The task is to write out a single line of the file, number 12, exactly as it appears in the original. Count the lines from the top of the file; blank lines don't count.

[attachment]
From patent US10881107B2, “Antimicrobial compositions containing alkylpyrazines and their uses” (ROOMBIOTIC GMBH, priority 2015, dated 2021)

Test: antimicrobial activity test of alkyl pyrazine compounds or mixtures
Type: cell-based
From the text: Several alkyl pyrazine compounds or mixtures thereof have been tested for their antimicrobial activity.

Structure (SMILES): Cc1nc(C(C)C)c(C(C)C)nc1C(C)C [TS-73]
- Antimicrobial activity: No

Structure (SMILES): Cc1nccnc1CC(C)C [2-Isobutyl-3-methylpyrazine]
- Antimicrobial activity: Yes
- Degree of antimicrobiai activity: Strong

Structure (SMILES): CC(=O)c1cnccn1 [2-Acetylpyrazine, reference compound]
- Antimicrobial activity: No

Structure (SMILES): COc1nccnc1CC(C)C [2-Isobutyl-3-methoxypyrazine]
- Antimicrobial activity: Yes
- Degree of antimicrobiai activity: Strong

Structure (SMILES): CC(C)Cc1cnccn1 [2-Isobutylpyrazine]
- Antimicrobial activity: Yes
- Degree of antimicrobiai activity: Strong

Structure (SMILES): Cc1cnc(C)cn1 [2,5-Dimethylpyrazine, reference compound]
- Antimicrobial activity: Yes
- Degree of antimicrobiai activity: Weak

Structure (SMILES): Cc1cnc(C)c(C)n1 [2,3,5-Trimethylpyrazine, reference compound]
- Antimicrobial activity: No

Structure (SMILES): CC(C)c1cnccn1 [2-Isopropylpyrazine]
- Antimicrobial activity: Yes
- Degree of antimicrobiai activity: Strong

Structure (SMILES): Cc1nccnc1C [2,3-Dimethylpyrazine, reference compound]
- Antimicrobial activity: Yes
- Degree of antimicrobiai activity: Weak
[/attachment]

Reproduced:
Structure (SMILES): COc1nccnc1CC(C)C [2-Isobutyl-3-methoxypyrazine]